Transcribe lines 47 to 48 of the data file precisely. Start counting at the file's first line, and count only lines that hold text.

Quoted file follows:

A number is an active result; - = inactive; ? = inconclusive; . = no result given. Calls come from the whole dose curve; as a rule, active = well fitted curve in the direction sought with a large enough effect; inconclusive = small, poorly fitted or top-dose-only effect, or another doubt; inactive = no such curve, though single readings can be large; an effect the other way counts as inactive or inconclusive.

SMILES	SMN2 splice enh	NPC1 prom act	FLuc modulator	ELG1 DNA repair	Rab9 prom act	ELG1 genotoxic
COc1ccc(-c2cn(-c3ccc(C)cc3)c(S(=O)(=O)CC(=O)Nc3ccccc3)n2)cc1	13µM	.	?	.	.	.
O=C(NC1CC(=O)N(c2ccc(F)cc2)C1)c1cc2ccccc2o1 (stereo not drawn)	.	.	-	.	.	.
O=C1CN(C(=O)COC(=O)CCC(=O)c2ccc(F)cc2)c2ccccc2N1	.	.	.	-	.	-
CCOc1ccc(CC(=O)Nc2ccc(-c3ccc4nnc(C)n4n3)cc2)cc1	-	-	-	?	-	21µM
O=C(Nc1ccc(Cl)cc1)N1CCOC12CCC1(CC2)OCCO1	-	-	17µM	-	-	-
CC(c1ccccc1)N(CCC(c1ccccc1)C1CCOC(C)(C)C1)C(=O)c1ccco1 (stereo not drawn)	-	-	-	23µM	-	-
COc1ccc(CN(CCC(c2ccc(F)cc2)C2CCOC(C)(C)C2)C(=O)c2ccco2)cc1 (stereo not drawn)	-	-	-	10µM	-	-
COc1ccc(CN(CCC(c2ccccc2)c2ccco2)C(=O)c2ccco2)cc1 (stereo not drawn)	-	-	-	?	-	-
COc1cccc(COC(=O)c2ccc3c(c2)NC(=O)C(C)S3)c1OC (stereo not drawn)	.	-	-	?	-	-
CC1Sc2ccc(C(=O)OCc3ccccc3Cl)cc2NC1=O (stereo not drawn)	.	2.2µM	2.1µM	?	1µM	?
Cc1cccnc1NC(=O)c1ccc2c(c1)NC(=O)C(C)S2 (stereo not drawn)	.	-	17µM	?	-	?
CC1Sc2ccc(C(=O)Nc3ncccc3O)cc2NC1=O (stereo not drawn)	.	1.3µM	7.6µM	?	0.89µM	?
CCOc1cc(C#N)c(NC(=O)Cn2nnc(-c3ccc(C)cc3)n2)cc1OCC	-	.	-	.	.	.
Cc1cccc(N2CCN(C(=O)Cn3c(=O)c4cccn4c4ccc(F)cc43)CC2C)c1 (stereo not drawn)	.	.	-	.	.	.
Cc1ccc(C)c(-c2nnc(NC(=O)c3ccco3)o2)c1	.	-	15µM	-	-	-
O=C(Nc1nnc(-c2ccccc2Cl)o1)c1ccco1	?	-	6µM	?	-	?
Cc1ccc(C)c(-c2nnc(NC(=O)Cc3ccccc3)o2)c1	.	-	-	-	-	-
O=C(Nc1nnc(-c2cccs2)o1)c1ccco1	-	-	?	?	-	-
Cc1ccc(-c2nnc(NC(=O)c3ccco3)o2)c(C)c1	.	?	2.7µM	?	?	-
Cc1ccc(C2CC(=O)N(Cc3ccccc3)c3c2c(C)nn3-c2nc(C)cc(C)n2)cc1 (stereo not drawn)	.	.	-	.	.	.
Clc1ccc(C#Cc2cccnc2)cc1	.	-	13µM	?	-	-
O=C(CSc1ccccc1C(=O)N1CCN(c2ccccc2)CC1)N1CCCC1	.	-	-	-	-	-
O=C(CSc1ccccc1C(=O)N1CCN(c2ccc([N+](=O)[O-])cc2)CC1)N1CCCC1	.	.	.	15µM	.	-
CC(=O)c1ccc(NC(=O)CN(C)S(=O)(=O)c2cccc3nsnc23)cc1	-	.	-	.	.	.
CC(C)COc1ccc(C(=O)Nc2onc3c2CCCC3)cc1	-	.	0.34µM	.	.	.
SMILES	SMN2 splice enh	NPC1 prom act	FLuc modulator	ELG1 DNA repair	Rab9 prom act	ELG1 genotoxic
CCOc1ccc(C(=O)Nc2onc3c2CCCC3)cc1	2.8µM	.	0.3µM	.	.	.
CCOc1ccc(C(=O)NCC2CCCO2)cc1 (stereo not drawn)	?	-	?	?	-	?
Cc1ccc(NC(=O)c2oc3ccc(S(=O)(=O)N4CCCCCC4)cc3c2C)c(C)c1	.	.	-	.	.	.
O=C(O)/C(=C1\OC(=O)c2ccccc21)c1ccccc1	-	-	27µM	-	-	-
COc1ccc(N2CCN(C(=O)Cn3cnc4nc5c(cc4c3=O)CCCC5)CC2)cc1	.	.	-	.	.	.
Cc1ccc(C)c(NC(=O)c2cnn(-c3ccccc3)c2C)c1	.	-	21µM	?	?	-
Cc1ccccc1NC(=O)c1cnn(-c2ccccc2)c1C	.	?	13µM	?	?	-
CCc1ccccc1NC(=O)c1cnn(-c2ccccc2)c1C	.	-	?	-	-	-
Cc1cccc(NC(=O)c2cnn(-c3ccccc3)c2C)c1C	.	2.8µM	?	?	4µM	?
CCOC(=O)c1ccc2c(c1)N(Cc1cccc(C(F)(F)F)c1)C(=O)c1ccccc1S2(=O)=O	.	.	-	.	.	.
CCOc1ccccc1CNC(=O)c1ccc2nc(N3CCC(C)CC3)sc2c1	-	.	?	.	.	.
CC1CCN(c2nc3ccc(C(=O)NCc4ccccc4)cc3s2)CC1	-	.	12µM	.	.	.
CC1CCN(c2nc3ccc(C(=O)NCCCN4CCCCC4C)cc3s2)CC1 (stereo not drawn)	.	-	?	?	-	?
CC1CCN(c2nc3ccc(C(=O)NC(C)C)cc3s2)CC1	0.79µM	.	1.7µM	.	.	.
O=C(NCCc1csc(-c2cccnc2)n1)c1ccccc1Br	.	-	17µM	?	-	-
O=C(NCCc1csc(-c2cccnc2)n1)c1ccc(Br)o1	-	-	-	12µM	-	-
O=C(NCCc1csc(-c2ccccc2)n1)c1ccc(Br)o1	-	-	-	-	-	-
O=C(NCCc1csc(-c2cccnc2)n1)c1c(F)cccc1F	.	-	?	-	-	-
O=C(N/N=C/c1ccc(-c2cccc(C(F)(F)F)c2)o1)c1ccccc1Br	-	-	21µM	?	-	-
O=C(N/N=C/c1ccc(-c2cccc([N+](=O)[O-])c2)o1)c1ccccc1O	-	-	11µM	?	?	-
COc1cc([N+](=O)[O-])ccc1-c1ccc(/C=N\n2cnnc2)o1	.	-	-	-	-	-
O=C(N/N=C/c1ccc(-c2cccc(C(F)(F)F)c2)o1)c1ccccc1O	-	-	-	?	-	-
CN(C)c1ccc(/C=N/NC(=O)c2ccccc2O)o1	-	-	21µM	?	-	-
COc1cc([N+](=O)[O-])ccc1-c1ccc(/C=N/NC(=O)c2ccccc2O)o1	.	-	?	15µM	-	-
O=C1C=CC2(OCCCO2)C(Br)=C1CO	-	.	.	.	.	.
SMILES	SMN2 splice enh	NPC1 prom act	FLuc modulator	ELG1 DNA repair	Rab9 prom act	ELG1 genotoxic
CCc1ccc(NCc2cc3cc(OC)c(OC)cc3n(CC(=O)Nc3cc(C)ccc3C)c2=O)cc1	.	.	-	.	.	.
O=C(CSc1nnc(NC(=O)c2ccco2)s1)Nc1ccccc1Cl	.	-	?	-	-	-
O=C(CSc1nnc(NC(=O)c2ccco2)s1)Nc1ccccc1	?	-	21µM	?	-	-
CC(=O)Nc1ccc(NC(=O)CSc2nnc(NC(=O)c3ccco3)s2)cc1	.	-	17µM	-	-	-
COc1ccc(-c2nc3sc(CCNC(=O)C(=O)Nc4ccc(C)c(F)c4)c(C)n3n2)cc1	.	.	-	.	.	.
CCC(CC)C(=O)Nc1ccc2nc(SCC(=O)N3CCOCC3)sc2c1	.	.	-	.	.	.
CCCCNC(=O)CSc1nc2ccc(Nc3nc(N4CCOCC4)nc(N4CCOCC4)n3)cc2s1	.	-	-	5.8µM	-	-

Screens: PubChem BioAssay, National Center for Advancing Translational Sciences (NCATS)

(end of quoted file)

O=C(N/N=C/c1ccc(-c2cccc(C(F)(F)F)c2)o1)c1ccccc1Br	-	-	21µM	?	-	-
O=C(N/N=C/c1ccc(-c2cccc([N+](=O)[O-])c2)o1)c1ccccc1O	-	-	11µM	?	?	-